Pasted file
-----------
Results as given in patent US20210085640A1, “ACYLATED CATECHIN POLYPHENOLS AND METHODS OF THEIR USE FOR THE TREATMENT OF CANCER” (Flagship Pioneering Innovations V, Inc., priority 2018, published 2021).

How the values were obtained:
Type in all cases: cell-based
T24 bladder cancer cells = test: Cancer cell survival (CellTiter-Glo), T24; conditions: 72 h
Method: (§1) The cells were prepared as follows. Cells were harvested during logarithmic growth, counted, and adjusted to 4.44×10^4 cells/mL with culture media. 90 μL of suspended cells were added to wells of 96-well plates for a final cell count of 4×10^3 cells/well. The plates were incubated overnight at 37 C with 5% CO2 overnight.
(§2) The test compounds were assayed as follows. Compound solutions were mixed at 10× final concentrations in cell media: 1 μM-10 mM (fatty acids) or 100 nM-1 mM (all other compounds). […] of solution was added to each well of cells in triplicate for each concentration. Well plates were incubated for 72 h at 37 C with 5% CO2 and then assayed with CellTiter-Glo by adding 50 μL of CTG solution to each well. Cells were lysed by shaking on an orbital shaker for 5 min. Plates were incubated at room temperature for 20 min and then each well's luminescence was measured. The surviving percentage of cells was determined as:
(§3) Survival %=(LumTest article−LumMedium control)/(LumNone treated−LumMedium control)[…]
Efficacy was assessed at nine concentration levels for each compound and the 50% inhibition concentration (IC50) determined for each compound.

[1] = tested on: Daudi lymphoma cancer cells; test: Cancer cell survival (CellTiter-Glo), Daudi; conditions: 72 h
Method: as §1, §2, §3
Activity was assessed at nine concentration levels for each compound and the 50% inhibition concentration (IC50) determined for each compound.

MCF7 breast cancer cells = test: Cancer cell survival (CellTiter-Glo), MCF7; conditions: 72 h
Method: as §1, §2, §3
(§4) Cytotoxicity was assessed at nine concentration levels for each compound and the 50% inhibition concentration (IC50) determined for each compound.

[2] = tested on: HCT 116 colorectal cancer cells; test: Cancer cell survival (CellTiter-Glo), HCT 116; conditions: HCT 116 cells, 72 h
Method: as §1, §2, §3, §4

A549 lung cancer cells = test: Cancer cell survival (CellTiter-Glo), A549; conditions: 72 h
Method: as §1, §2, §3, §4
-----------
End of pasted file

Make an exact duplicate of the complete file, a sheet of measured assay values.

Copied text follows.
Results as given in patent US20210085640A1, “ACYLATED CATECHIN POLYPHENOLS AND METHODS OF THEIR USE FOR THE TREATMENT OF CANCER” (Flagship Pioneering Innovations V, Inc., priority 2018, published 2021).

How the values were obtained:
Type in all cases: cell-based
T24 bladder cancer cells = test: Cancer cell survival (CellTiter-Glo), T24; conditions: 72 h
Method: (§1) The cells were prepared as follows. Cells were harvested during logarithmic growth, counted, and adjusted to 4.44×10^4 cells/mL with culture media. 90 μL of suspended cells were added to wells of 96-well plates for a final cell count of 4×10^3 cells/well. The plates were incubated overnight at 37 C with 5% CO2 overnight.
(§2) The test compounds were assayed as follows. Compound solutions were mixed at 10× final concentrations in cell media: 1 μM-10 mM (fatty acids) or 100 nM-1 mM (all other compounds). […] of solution was added to each well of cells in triplicate for each concentration. Well plates were incubated for 72 h at 37 C with 5% CO2 and then assayed with CellTiter-Glo by adding 50 μL of CTG solution to each well. Cells were lysed by shaking on an orbital shaker for 5 min. Plates were incubated at room temperature for 20 min and then each well's luminescence was measured. The surviving percentage of cells was determined as:
(§3) Survival %=(LumTest article−LumMedium control)/(LumNone treated−LumMedium control)[…]
Efficacy was assessed at nine concentration levels for each compound and the 50% inhibition concentration (IC50) determined for each compound.

[1] = tested on: Daudi lymphoma cancer cells; test: Cancer cell survival (CellTiter-Glo), Daudi; conditions: 72 h
Method: as §1, §2, §3
Activity was assessed at nine concentration levels for each compound and the 50% inhibition concentration (IC50) determined for each compound.

MCF7 breast cancer cells = test: Cancer cell survival (CellTiter-Glo), MCF7; conditions: 72 h
Method: as §1, §2, §3
(§4) Cytotoxicity was assessed at nine concentration levels for each compound and the 50% inhibition concentration (IC50) determined for each compound.

[2] = tested on: HCT 116 colorectal cancer cells; test: Cancer cell survival (CellTiter-Glo), HCT 116; conditions: HCT 116 cells, 72 h
Method: as §1, §2, §3, §4

A549 lung cancer cells = test: Cancer cell survival (CellTiter-Glo), A549; conditions: 72 h
Method: as §1, §2, §3, §4